What do Lexmark’s Q3 Results Mean for ES?
Lexmark reported its Q3 2016 results this morning. The focus in the news was that overall the company increased profits by 40% YOY, to $49M from $35M last year. Our main focus in DIR is the Lexmark Enterprise Software (ES) division, which over the past few years rolled up several companies covered by us, including, Kofax, Perceptive, Brainware, and ReadSoft.
The Kofax acquisition, which practically doubled the size of Lexmark ES, was completed in Q2 2015, so Q3 2015 represented Lexmark ES’ first full quarter including Kofax results. Lexmark ES Q3 2015 revenue was reported at $165M with operating margins increasing to 19% – a positive trend. Of course, these results were released just three days after Lexmark had announced that is was “exploring strategic alternatives to enhance shareholder value.” So, a lot has happened between then and now, including, in April, Lexmark agreeing to be acquired by a consortium of Chinese investors led by Apex Technology and PAG Asia Capital.
As Apex’s primary business is the manufacture of ink cartridge chips, there have been questions about its use for Lexmark ES, and rumors have been flying that Lexmark ES would be sold in its entirety or piecemeal prior to the Apex acquisition closing, which is supposed to happen before the end of this year. In the meantime, Lexmark ES struggled through a rough first quarter before rebounding somewhat in Q2. For Q3 Lexmark has reported revenue of $157M or about a 5% YOY decrease. Not great numbers, but considering all the FUD in the market surrounding who is going to own Lexmark ES going forward, not terrible. We didn’t get any other numbers, like profitability related to Lexmark ES, as Lexmark corporate is keeping reporting to a minimum, and “will not conduct quarterly conference calls while the [acquisition] is pending.”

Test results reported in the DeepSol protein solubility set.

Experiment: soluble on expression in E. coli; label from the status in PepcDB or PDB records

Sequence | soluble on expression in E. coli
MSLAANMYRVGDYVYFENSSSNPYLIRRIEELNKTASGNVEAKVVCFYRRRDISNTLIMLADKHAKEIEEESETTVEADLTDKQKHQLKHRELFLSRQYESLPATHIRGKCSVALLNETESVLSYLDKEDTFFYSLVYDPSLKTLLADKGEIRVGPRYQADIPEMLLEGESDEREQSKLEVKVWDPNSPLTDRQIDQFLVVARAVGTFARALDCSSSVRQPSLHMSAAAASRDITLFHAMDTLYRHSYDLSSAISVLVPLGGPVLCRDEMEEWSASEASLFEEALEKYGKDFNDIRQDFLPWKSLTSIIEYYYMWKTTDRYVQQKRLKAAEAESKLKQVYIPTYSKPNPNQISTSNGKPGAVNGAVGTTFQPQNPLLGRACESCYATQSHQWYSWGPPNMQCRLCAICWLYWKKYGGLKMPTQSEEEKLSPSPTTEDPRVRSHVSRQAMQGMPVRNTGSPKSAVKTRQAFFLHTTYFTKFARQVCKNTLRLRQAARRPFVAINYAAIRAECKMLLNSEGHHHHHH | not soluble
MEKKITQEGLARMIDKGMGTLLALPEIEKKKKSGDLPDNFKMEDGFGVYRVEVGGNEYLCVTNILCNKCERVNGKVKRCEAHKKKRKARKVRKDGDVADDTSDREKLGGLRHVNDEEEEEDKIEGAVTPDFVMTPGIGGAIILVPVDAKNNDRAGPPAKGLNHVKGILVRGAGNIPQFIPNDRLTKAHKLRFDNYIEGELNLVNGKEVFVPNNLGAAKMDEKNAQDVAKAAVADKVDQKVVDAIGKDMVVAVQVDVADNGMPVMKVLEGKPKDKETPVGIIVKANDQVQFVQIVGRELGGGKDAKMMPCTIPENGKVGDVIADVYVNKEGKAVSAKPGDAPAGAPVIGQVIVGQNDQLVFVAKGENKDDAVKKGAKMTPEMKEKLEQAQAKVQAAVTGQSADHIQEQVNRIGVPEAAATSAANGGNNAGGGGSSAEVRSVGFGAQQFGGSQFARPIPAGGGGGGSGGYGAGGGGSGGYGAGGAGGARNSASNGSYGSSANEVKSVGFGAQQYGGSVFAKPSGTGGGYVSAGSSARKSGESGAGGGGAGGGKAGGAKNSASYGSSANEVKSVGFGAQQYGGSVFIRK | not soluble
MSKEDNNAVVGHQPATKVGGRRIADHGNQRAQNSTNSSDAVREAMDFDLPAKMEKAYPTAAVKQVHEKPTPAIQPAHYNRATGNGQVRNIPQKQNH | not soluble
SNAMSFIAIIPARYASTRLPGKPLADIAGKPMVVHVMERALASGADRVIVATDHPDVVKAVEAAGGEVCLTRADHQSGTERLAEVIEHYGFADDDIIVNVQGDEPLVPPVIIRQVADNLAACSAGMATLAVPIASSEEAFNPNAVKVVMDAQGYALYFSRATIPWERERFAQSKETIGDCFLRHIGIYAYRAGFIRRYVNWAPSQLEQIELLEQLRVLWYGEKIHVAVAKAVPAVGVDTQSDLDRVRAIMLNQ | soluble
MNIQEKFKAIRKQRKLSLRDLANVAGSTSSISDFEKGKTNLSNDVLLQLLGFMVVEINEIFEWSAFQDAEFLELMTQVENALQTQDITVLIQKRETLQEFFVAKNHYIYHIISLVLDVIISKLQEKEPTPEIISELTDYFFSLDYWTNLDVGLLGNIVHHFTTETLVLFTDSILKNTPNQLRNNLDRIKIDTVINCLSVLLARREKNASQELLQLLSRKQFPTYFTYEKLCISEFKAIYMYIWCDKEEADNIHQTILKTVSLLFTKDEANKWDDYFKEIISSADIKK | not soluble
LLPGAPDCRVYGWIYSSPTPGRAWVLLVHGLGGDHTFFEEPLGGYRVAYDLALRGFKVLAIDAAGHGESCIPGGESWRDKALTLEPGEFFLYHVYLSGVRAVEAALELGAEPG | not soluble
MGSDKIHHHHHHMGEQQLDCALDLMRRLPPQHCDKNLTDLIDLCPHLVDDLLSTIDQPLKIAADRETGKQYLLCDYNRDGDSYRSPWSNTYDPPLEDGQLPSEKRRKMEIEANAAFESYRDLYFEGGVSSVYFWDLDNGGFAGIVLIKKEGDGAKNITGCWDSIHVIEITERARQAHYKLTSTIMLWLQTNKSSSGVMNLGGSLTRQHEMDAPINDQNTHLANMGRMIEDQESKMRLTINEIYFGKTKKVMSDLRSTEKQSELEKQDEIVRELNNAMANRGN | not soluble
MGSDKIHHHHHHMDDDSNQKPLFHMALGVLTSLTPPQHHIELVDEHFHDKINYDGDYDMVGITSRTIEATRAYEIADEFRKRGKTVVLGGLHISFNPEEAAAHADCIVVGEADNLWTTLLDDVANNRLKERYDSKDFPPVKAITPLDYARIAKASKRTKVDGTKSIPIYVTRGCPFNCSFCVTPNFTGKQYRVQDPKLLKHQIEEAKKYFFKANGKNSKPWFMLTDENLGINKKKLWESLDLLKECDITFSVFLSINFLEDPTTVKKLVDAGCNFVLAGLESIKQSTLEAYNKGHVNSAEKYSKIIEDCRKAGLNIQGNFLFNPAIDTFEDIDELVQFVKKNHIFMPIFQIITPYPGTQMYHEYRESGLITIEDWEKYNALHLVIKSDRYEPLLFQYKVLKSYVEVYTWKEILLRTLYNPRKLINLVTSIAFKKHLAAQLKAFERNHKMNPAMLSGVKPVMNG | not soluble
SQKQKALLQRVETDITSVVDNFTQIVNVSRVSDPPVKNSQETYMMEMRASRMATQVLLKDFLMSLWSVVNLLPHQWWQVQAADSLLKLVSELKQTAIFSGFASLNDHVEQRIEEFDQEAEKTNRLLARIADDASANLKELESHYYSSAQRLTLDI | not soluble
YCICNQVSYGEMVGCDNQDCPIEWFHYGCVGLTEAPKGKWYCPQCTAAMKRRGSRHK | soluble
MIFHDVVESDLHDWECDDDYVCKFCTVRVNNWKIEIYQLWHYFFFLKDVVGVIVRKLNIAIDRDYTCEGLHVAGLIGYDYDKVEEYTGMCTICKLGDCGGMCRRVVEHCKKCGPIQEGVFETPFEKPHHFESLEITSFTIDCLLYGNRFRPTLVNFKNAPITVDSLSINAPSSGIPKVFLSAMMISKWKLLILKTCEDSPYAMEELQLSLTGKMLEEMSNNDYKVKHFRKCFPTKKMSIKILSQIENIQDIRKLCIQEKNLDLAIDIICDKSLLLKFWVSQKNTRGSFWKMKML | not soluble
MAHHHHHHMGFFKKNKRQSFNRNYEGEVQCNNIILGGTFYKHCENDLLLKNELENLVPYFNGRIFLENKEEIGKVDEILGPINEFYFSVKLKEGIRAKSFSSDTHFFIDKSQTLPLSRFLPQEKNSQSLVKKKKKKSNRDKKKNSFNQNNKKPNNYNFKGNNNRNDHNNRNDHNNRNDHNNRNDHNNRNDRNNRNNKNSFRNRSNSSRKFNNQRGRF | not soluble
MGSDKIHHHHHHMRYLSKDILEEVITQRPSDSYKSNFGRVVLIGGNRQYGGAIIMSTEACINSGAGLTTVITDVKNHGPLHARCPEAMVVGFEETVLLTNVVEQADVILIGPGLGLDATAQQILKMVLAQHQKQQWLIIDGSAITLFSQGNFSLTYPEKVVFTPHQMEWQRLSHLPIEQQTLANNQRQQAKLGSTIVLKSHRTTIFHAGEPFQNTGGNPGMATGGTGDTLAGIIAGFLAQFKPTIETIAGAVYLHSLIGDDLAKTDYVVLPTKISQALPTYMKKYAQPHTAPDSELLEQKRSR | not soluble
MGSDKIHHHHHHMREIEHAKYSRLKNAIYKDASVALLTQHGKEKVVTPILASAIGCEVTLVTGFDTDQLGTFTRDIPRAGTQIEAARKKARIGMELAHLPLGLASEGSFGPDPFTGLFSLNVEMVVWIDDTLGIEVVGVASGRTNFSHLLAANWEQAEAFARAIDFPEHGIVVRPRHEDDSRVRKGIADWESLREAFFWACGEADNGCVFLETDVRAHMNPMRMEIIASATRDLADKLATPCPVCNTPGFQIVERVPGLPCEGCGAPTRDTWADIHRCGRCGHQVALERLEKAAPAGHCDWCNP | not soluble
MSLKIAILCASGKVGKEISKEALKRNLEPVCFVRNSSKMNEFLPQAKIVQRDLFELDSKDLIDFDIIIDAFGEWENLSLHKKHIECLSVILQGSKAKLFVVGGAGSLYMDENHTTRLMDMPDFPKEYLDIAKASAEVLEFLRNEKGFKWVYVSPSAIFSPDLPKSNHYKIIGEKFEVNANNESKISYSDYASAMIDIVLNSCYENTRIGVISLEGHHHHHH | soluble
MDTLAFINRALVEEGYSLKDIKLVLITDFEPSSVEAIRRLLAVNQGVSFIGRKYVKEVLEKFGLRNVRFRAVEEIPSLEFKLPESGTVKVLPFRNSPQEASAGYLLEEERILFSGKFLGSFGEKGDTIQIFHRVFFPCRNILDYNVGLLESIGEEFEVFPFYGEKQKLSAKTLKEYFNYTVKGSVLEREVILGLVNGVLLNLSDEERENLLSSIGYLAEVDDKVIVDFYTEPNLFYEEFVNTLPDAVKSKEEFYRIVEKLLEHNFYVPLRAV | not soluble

To us the Q3 numbers indicated that Lexmark ES is still a very viable business, albeit with a run rate closer to $600M than the $700M that was originally projected when Kofax was acquired. ES has a large install base, along with plenty of maintenance revenue, as well as a stack of technology that it continues to invest in. So, what’s it worth? Probably not the $1.89B we were speculating on in the wake of Open Text’s acquisition of EMC’s Enterprise Content Division (ECD). That was based on the projected $700M run rate.
Let’s scale back that run rate to a more realistic $640M. Applying the same multiple of 2.7x revenue that Open Text paid for ECD, that puts a price for Lexmark ES closer to $1.73B, which still wouldn’t be a bad price, considering Apex and PAG are paying $3.6B for the entirety of Lexmark, which is about equal to the revenue that the entirety of Lexmark reported for 2015. So, if they were to get even $1.5B for Lexmark ES, they would still be getting an approximately $3B hardware entity for close to $2B, which seems like a great deal. That said, Apex and PAG may be willing to go even lower on Lexmark ES, depending on what they value that hardware business at.
The bottom line is that Lexmark ES, even with its recent growth struggles, could be had at a relative bargain it seems. The question is, of course, who would buy it? Open Text is presumably out of the picture after the ECD acquisition, but you never know. Hyland owner Thoma Bravo has been rumored to be in play, but at their recent conference Hyland executives gave us no indication that was under consideration. Xerox wanted to buy Kofax before Lexmark did, and Xerox has stated they are on the ECM acquisition trail, but if the $1B price that Lexmark paid topped their original bid, would they be inclined to pay more for something larger, or would Apex and PAG be willing to break off Kofax separately for Xerox and sell it to them at their original bid? Or could Lexmark ES execs like Reynolds Bish and Carl Mergele cobble together enough financial backing for a private equity bid?
We still expect something to happen with Lexmark ES before the Apex/PAG acquisition closes. That would give us a little over two months. Stay tuned!